PRODUCTION OF DIPLOID AND AMPHIDIPLOID INTERSPECIFIC HYBRIDS OF EGGPLANT AND SOLANUM TORVUM, AND POLLEN FERTILITY
S. Çürük1*, and A. Dayan2
1Mustafa Kemal University, Faculty of Agriculture, Department of Horticulture, 31034 Antakya-Hatay, Turkey.
2Çukurova University, Pozantı Vocational School, Plant and Animal Production Department, Adana, Turkey
*Corresponding author’s email: email@example.com
Eggplant (Solanum melongena L.) is susceptible to several pathogens and pests. However, Solanum torvum is resistant to Verticillium, bacterial wilts, root-knot nematode and some mycoplasmas. Sterile interspecific hybrids have been obtained from sexual or somatic hybridization studies of these species. The objective of this study is identifying a protocol that allows production a large number of interspecific hybrid plants between S. melongena and S. torvum by using in vitro embryo rescue and increasing the fertility by chromosome doubling to overcome the interspecific incompatibility problem. Seventy-seven interspecific hybrid genotypes from eggplant cultivar Faselis F1 × S. torvum crossing were produced by in vitro embryo rescue from the seeds or underdeveloped ovules. Pollen viability and germination of the 50 interspecific hybrid genotypes were examined. The lowest and highest pollen viabilities in interspecific hybrid genotypes were 0.0% and 11.11%, respectively. The in vitro pollen germination of interspecific hybrids was by 0.0-1.36%. However, there was no fruit setting when the interspecific hybrid genotypes were backcrossed as a female with the parental species. The amphidiploid plants of some interspecific hybrid genotypes were obtained by 0.03% colchicine application. The pollen viability and germination percentages of the amphidiploid genotype were 11.57 and 9.43 fold of its diploid origin genotype, respectively.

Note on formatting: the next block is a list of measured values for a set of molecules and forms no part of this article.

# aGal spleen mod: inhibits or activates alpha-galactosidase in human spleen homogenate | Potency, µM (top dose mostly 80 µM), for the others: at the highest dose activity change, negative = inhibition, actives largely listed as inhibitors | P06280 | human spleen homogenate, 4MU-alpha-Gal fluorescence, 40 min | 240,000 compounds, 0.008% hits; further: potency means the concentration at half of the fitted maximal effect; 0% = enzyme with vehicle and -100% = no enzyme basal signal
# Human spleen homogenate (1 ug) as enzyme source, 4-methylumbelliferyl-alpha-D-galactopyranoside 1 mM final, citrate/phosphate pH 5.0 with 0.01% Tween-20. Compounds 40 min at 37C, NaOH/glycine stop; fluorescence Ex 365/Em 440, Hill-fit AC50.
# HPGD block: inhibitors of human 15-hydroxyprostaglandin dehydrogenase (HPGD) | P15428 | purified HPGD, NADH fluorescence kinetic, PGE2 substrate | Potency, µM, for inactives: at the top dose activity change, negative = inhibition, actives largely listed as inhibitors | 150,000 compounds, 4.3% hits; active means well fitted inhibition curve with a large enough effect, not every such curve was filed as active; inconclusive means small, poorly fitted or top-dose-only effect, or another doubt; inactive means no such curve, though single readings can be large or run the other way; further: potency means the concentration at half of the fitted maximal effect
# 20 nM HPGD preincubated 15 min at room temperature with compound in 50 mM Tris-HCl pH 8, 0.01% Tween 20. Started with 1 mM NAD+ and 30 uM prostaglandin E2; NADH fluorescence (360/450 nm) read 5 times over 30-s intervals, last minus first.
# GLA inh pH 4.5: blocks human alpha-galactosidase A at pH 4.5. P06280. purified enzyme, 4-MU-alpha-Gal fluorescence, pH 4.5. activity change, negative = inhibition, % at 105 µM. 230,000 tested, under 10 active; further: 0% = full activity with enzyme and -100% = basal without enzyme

Key words: Amphidiploid, Interspecific Hybridization Barrier, Solanum melongena.